Don’t Get Grossed Out by a Net Lease

September 26, 2019

A lease is the first foray into real estate for many young entrepreneurs. With the exception of the dorm occupancy contract in college, and possibly a residential apartment lease in graduate school, most entrepreneurs have not given much thought to real estate generally and leasing in particular. 

There are two broad categories of leases in the office and industrial market space – NNN leases and gross leases. The first type is referred to colloquially as a triple-net lease, a net net net lease, NNN lease, or a net lease or some variation of that theme. For this purpose, we will refer to it as a NNN lease. When you enter into a NNN lease, the rent that is paid on a per square foot basis is net (meaning it does not include) costs for common area maintenance expenses, landlord’s insurance costs, and real estate taxes. Those fees will be in addition to any costs of the underlying base rent. 

While there are a few quirks affecting how these NNN lease charges are passed through (a topic for another discussion), mechanically, they operate as follows.  Assume, by way of example, that base rent for certain premises is $10 per square foot, you will pay, on a monthly basis, the monthly share of $10 per square foot plus any costs to operate the building (i.e., common area maintenance or operating expense charges), the cost of landlord to obtain insurance with respect to the building as well as any real estate taxes that affect the building. Many office leases include these costs in the base rent calculation and tenants pay any increase after what is referred to as a base year, but the concept is the same.

In a gross lease, and there are variations on this type of lease as well, the rent that is paid includes all of those charges netted out of the NNN lease. Note that at times, electric, telephone, and similar charges may not be included in gross rent, but as a general rule a gross lease includes all of the extras.

The gross lease effectively grosses up the underlying base rent to include the costs to operate the building, the cost of landlord to obtain insurance with respect to the building as well as any real estate taxes that affect the building. By including those costs in the base rent, a gross lease provides for effectively 100% certainty as to the monthly rental payment (subject to the caveat regarding electric, telephone, and other similar charges mentioned above).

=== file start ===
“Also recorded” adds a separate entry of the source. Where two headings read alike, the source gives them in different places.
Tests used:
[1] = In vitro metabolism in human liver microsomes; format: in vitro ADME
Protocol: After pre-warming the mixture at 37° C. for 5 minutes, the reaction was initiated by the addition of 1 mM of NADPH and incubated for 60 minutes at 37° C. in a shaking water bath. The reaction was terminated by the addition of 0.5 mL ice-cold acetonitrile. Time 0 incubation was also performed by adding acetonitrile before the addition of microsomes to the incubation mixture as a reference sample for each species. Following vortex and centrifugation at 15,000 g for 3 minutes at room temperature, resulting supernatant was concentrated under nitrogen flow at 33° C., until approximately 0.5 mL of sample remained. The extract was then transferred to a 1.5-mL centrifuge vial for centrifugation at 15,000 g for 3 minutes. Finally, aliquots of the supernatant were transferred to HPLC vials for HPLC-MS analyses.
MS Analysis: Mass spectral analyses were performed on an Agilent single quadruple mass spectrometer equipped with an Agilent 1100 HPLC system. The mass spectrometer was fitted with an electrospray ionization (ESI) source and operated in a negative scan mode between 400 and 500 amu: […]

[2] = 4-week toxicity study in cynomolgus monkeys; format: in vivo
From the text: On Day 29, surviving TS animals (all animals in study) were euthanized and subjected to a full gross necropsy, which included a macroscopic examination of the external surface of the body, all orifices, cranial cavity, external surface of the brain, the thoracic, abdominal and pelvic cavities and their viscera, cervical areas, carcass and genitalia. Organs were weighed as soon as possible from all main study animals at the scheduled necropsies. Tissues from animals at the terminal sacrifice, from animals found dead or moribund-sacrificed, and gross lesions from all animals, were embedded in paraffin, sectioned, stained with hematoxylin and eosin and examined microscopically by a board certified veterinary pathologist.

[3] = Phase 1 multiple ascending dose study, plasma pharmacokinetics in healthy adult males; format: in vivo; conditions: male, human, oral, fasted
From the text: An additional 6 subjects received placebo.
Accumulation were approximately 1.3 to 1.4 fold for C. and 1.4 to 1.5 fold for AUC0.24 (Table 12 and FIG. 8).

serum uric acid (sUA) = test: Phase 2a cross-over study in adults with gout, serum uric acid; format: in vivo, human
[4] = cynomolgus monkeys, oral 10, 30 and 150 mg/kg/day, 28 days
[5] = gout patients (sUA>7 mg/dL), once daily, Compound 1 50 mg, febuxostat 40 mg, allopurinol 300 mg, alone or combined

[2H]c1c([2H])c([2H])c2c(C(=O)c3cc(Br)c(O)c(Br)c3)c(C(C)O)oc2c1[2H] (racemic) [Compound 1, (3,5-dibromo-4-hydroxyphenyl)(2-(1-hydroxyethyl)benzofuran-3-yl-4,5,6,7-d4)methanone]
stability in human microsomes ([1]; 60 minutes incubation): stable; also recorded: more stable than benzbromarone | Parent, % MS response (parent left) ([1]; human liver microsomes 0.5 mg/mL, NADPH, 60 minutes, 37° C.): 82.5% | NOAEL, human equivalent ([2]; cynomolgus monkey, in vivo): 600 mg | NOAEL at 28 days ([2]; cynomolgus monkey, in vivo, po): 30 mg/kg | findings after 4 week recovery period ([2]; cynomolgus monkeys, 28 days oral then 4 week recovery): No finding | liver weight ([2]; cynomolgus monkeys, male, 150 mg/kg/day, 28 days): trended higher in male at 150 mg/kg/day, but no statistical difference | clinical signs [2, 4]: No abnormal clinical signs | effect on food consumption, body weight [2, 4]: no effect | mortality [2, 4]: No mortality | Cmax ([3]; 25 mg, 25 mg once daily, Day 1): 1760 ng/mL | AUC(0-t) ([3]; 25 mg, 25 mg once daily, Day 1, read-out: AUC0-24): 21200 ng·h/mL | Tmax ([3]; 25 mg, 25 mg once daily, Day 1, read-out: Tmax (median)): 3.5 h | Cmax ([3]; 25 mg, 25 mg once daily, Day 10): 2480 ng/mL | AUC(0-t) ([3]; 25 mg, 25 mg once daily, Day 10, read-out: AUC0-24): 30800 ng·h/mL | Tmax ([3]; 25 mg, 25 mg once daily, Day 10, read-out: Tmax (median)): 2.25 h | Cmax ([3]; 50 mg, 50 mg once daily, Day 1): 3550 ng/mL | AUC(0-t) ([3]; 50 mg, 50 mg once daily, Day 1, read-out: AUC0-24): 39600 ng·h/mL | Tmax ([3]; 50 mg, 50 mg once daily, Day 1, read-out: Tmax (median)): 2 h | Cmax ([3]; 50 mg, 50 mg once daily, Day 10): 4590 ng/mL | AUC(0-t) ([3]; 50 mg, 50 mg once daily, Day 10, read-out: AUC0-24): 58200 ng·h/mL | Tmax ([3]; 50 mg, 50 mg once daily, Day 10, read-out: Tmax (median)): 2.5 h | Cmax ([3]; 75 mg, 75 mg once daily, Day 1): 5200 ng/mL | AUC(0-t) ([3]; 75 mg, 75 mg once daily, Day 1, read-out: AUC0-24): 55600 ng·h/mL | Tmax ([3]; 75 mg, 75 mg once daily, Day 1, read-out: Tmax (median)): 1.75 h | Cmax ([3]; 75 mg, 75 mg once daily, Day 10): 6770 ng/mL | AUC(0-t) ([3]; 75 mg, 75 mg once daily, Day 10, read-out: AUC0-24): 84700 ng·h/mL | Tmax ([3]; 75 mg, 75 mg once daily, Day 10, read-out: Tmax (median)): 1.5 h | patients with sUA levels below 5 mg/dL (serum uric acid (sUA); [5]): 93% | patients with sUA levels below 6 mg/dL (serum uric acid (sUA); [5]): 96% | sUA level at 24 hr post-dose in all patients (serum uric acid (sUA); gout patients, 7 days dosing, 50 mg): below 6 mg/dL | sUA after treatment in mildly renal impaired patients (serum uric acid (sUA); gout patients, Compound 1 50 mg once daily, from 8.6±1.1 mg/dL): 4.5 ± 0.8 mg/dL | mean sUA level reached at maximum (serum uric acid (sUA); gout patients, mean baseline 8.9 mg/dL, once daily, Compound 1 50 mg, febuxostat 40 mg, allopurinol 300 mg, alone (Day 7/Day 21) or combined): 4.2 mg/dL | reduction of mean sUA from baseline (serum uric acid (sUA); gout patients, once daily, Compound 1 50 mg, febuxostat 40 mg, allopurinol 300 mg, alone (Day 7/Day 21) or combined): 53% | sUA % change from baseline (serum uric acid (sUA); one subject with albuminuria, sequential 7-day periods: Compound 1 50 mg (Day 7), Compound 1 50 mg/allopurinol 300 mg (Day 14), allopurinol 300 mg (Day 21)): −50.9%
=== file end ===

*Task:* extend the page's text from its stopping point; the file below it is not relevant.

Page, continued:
Building off of the example above, in a NNN lease, if the base rent is $10 per square foot, operating expenses are $3 per square foot, landlord insurance is $1 per square foot, and taxes are $2 per square foot, the effective rate for the tenant would be $16 per square foot. The amount may increase on an annual basis, based on how much money was spent on operating expenses, insurance, and taxes. Of course there is a possibility, though unlikely, that those numbers will not go up based on cost savings, but suffice it to say it is based on actual expenses. In a gross lease, the landlord might try to take that variable cost risk upon themselves and charge you $17 a square foot at the commencement of the term. While this is $1 more than in the NNN lease above, assuming rent is kept level or it only increases a certain amount per year, the tenant would not be exposed to any variations in the rental amount due to variations in operating expense, insurance, and taxes that are added to the rent in a NNN lease.    

In a short lease, which many entrepreneurs elect to enter into, it may make more sense to propose a gross lease as it eliminates negotiation over the operating expense which could rise dramatically on a year-to-year basis. Regardless of which path a tenant pursues, it is important that the tenant understands the difference between a NNN lease and a gross lease and in particular understands that the NNN lease, which is the most typical lease that you will see in leasing arrangements, does have hidden fees that a tenant who is a first-time tenant may not appreciate.


Matthew I. Weinstein